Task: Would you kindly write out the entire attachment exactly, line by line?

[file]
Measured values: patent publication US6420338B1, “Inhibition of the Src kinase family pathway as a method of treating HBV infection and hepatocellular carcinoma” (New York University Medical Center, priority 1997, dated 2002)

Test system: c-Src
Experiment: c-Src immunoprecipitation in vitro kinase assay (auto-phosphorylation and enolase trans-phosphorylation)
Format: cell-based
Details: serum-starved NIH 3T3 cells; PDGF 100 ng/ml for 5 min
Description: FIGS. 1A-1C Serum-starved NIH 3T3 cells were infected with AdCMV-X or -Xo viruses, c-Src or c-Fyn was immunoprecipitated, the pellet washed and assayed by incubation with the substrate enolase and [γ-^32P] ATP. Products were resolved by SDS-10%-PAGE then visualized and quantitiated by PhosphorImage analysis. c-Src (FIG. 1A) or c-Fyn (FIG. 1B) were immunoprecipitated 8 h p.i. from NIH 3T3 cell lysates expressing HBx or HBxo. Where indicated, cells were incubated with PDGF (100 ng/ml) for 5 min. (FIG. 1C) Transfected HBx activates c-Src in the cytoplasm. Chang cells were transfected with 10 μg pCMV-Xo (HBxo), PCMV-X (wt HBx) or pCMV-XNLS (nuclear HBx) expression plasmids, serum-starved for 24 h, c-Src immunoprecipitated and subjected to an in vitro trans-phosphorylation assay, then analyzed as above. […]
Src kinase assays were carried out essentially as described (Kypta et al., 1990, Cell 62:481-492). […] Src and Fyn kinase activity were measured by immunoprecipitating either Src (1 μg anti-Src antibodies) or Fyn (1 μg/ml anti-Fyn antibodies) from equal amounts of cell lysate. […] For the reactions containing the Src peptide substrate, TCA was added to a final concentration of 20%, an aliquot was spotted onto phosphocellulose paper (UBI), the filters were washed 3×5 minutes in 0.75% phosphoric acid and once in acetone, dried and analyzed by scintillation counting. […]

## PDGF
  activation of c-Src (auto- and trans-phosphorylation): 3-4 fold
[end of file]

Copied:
Measured values: patent publication US6420338B1, “Inhibition of the Src kinase family pathway as a method of treating HBV infection and hepatocellular carcinoma” (New York University Medical Center, priority 1997, dated 2002)

Test system: c-Src
Experiment: c-Src immunoprecipitation in vitro kinase assay (auto-phosphorylation and enolase trans-phosphorylation)
Format: cell-based
Details: serum-starved NIH 3T3 cells; PDGF 100 ng/ml for 5 min
Description: FIGS. 1A-1C Serum-starved NIH 3T3 cells were infected with AdCMV-X or -Xo viruses, c-Src or c-Fyn was immunoprecipitated, the pellet washed and assayed by incubation with the substrate enolase and [γ-^32P] ATP. Products were resolved by SDS-10%-PAGE then visualized and quantitiated by PhosphorImage analysis. c-Src (FIG. 1A) or c-Fyn (FIG. 1B) were immunoprecipitated 8 h p.i. from NIH 3T3 cell lysates expressing HBx or HBxo. Where indicated, cells were incubated with PDGF (100 ng/ml) for 5 min. (FIG. 1C) Transfected HBx activates c-Src in the cytoplasm. Chang cells were transfected with 10 μg pCMV-Xo (HBxo), PCMV-X (wt HBx) or pCMV-XNLS (nuclear HBx) expression plasmids, serum-starved for 24 h, c-Src immunoprecipitated and subjected to an in vitro trans-phosphorylation assay, then analyzed as above. […]
Src kinase assays were carried out essentially as described (Kypta et al., 1990, Cell 62:481-492). […] Src and Fyn kinase activity were measured by immunoprecipitating either Src (1 μg anti-Src antibodies) or Fyn (1 μg/ml anti-Fyn antibodies) from equal amounts of cell lysate. […] For the reactions containing the Src peptide substrate, TCA was added to a final concentration of 20%, an aliquot was spotted onto phosphocellulose paper (UBI), the filters were washed 3×5 minutes in 0.75% phosphoric acid and once in acetone, dried and analyzed by scintillation counting. […]

## PDGF
  activation of c-Src (auto- and trans-phosphorylation): 3-4 fold